Text: Arnaud Demaison

Little health problem could end up costing a fortune

The Swiss don’t rush to see the doctor for every little scrape. The OECD estimates that they average four doctor visits a year, much less than in France (seven times) and Germany (10 times). But that is not because they have anything against the Swiss healthcare system. It would appear to be more of a question of money. Doctor visits are expensive. Designed to encourage “health consumers” to be more accountable about their health, deductibles and co-payments have the sometimes reverse side effect of dissuading uncertain patients. As they know that they will have to cover the first few hundred francs, some people think twice before having that lingering cough checked out. Then they end up hospitalised in expensive emergency rooms with pneumonia.

Although regular follow-up comes at a financial cost for most, it is out of reach for a whole swathe of the population considered “in a situation of vulnerability” (p.17). Social disparities, especially poverty, but also isolation, disability, illiteracy, immigration and many others are well known for having a major impact on health. Certain conditions or life paths, such as prison time (p. 26) or refugee status (p. 21), can make a significant difference. The effect of other situations, such as long Covid (p. 37), is not yet fully understood, but they are already doing substantial damage, even among the traditionally less vulnerable segments of the population. No one is immune to one day finding themselves in a position of vulnerability, either temporary or chronic.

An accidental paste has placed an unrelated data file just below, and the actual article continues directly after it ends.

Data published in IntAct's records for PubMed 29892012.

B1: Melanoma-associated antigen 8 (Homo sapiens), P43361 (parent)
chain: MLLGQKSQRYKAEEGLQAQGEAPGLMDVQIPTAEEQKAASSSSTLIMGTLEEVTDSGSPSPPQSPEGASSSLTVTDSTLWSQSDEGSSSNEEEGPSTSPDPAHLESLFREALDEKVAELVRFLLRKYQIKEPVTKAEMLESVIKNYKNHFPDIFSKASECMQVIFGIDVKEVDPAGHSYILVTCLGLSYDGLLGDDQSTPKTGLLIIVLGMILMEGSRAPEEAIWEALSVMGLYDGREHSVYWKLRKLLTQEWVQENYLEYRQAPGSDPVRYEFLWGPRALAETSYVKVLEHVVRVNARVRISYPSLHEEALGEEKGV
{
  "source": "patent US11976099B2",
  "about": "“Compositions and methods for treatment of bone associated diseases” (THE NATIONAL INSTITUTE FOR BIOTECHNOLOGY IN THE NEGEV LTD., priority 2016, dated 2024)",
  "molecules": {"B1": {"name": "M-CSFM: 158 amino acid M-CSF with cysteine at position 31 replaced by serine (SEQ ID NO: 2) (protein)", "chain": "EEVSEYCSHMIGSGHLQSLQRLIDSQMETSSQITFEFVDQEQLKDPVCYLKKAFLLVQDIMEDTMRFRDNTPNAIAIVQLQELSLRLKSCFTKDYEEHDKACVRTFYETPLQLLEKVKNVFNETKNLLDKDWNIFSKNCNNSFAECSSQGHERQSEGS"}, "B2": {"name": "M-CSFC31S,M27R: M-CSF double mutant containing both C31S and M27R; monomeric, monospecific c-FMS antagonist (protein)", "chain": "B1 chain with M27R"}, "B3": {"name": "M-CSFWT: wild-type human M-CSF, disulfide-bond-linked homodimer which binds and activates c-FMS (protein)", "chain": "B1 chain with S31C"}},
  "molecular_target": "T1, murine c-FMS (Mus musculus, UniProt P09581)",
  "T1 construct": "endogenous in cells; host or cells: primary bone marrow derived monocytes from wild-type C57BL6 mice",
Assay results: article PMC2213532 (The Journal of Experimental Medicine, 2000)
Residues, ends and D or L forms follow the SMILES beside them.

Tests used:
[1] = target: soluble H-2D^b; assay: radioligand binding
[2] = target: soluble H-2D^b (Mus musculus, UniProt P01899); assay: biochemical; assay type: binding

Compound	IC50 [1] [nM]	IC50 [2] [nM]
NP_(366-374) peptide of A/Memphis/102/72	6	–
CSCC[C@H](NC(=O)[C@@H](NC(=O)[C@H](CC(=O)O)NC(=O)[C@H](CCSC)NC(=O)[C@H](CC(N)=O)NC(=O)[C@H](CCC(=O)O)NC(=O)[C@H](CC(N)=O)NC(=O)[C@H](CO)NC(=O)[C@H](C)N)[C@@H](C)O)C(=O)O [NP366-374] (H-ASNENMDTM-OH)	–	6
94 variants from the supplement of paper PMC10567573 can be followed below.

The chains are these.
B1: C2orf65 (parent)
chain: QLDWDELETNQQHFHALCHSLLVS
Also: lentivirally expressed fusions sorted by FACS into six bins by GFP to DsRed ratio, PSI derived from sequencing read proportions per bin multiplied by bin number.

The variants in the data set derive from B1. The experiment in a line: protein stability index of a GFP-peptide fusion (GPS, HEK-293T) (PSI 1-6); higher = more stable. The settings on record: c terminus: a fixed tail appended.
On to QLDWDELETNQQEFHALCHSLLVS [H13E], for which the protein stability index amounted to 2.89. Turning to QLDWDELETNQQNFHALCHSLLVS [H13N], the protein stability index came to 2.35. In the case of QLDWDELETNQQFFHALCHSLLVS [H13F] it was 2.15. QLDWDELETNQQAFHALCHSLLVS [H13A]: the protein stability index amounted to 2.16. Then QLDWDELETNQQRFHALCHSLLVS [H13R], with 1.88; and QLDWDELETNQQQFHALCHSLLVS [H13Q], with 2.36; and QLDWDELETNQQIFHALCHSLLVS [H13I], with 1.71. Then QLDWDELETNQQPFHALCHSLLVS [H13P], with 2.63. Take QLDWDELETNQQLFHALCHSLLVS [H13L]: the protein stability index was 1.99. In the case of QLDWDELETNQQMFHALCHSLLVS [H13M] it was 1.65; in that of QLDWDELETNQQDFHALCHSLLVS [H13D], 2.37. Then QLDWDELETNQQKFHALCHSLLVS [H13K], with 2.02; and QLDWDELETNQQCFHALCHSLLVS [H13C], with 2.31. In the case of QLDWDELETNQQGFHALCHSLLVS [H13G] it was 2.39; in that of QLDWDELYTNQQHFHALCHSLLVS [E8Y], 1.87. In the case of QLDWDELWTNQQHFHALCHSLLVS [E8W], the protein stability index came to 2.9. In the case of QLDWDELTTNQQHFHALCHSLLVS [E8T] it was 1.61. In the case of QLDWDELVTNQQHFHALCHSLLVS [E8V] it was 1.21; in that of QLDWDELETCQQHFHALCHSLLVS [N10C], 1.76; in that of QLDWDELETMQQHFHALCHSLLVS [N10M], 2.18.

The hospital is aware that early intervention with these populations is an opportunity to deal with situations before they get out of hand. The healthcare authorities, especially in the canton of Vaud (DSAS), provide a number of general outreach services, including social work, public housing, consultations with specialists, grants and much more, to access people who would otherwise slip through the healthcare system. But when people have trouble making ends meet every month, why should they worry about the long-term consequences of what for now just a little health problem? /